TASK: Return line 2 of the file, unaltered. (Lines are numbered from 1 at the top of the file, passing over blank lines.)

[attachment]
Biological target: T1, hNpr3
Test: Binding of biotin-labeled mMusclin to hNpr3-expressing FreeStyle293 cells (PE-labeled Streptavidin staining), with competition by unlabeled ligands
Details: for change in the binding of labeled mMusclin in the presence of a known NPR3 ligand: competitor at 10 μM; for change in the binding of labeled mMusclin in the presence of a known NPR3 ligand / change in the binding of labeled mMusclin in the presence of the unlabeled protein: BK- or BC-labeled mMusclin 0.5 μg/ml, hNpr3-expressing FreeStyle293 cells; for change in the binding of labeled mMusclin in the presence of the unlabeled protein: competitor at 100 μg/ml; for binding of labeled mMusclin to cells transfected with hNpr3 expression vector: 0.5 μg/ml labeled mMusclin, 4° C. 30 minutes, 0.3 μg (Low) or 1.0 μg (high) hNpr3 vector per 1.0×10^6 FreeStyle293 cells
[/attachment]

Test: Binding of biotin-labeled mMusclin to hNpr3-expressing FreeStyle293 cells (PE-labeled Streptavidin staining), with competition by unlabeled ligands